But there is no doubt that we are still far from destination. Maternal mortality, our most stinging failure, is rated to have fallen but estimated ratios are still about 500 per 100,000 births and in some areas may even be as high as 1500 per 100,000 births. Near misses continue to pile up as demonstrated by new cases of VVFs and secondary infertility. Botched abortions still cause blocked tubes alongside huge unmet contraceptive needs as the prevalence of contraceptive practice rate is still estimated to be only about 15%. Avenues for early detection of cancers on which lie prospect of satisfactory outcome of intervention are hardly in existence.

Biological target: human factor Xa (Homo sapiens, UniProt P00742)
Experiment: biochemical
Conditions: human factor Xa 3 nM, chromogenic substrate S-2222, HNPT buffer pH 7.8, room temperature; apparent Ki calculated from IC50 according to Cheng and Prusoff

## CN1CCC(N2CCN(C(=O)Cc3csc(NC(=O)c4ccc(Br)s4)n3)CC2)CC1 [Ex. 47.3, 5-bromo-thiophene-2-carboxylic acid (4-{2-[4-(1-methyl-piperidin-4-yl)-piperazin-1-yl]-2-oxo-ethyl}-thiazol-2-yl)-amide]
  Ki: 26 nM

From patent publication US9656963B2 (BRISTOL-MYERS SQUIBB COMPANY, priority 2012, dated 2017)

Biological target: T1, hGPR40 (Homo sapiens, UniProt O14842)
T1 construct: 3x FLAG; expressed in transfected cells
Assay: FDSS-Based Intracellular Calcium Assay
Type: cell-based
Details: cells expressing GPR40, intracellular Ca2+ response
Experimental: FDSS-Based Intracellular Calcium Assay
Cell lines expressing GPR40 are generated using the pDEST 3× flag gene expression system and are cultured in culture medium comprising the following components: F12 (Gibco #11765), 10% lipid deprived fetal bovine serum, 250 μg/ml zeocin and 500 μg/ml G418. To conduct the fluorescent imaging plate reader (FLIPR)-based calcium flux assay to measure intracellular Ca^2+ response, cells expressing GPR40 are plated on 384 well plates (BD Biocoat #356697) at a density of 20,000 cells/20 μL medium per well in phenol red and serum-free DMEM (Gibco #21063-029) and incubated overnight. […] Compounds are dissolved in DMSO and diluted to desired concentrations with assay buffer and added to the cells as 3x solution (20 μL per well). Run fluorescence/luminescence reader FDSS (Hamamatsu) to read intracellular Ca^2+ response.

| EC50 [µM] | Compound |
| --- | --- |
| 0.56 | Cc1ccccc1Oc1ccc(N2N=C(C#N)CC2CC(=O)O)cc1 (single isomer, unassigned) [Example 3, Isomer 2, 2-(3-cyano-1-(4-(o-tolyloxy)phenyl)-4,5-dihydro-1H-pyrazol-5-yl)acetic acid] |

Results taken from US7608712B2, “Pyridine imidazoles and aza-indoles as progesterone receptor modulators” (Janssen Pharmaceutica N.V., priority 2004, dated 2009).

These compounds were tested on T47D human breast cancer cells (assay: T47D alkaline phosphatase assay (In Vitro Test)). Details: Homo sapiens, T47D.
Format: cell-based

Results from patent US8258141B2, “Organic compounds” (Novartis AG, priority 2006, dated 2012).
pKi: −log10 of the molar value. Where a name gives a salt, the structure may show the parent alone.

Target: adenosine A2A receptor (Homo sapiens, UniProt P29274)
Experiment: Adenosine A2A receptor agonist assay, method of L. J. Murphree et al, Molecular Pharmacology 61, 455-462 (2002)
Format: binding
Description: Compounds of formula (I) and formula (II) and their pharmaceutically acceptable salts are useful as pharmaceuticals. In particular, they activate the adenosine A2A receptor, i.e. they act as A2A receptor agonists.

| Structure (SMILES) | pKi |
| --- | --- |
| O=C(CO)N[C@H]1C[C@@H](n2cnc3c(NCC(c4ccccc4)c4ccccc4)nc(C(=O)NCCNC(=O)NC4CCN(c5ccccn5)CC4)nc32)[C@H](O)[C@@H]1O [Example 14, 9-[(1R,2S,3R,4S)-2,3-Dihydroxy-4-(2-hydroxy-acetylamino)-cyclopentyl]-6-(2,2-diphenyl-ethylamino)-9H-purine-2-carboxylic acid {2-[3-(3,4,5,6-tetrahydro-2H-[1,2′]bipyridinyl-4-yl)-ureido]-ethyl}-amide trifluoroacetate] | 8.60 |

This disorder does not manifest only in our discipline; it does so in many aspects of our national life – the larger health care delivery system, social interactions, family values, morals and integrity, youth and society and much more. To sustain progress in our national life, this confusion has to be replaced with order and a sense of direction. In our discipline, this will require actions based on proper planning that is predicated on strong and accurate data that can only come from a compulsory registration of births and deaths.

Published in Women’s Health Watch. A News and Features Communication of the Society of Gynaecology and Obstetrics of Nigeria (SOGON), Eastern Sector.

Vol.4 No. 2 July – December, 2015